Splatter painting furniture

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Give your furniture pieces a one-of-a-kind look by painting it yourself using a unique method

You may think that the splatter painting style was invented by a 4 year old, but you’d be mistaken. As part of the Abstract Expressionist movement in the 1940’s, artists began splatting and dipping paint on canvases as retaliation to art censorship during the world war. This form of art became increasingly popular because it was fun, easy and original.

Make a statement by putting your works of art on your furniture instead of your wall! Don’t worry, you won’t have to go around splashing paint all over your furniture; simply follow the easy steps and let Argyle Furniture Designs cover any items with your unique artwork.

What you need

Splatter painting is a big, messy job – so it is important to make sure that you have all the equipment ready before you start. First, you need to get a piece of material big enough to cover the item of furniture you want refurbished. We suggest you do this outside or in an empty garage where you won’t be able to damage other valuable furniture. You can purchase any strong cotton fabric, polyester or even hessian for outdoor furniture.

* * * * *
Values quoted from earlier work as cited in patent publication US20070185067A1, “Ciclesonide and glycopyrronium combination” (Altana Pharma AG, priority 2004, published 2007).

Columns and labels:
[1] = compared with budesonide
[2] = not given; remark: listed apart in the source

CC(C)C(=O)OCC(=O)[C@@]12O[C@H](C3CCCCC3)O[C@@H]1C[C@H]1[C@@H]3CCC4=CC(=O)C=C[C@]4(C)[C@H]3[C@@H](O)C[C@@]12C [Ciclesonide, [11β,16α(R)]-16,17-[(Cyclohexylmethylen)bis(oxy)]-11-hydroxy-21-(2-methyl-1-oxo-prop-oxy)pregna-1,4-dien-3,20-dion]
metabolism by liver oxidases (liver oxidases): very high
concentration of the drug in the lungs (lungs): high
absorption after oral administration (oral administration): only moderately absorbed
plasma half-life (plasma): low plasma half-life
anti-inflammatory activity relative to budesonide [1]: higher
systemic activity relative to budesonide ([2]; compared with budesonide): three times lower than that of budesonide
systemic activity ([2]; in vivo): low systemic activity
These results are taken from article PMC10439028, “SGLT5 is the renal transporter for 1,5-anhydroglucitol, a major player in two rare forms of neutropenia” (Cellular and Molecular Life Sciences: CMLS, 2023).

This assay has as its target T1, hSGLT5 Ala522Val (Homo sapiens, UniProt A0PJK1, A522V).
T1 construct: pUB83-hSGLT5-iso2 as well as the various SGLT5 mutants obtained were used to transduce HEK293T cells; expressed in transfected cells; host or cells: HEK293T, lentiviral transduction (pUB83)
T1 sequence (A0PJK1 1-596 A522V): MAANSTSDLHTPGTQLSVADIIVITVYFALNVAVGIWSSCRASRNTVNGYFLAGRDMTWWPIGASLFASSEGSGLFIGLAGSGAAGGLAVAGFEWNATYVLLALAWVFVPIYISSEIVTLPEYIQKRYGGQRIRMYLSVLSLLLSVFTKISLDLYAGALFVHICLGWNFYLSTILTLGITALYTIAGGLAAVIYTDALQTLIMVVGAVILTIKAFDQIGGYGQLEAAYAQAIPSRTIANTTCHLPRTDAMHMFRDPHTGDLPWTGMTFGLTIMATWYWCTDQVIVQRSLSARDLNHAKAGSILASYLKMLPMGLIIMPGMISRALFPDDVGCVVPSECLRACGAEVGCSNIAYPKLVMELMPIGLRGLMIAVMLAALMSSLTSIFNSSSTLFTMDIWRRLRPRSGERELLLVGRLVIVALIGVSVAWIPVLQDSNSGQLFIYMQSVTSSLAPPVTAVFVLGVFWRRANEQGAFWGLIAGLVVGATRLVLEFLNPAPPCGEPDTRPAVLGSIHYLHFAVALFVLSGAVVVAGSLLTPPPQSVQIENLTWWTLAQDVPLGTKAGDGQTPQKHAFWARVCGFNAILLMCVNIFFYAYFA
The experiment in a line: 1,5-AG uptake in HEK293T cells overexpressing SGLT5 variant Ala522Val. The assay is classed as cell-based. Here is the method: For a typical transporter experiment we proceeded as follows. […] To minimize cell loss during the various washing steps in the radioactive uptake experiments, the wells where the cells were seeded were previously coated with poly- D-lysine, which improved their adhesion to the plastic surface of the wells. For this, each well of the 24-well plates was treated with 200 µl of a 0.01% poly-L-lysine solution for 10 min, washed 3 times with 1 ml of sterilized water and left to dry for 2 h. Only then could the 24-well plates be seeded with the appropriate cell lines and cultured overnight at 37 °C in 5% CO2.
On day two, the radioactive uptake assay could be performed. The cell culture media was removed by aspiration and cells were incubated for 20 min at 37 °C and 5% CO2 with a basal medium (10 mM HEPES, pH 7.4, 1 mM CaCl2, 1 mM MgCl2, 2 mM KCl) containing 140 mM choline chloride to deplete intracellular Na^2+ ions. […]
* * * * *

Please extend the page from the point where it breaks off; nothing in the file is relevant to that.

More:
Depending on the kind of splatter effect you want, you need to get the right sized brushes. Heavy, wide brushes will make bigger splatters, as these can carry more paint and vice versa. One brush is sufficient, and if you’re planning on making this a fun family activity, one brush per person is enough.

Of course, you need paint, and lots of it in various colours. Bunning or Masters has a wide selection to choose from but first focus on the colours you are going to use otherwise you could be there all day.

Start painting

Once you have all your equipment and you are dressed in old clothes that you don’t mind messing on, it is time to start painting! Try assigning one painter per colour so that there is consistency. If you are undertaking this project alone, do splatters of each colour at a time.

It’s simple, just dip the brush and make a whip motion with your wrists to allow the paint to splatter onto the material. The closer you are standing to the material, the larger your splats will be and vice versa. Make sure you have a varied amount of colours and splatter sizes for a great piece that will look good when covered on any sized furniture.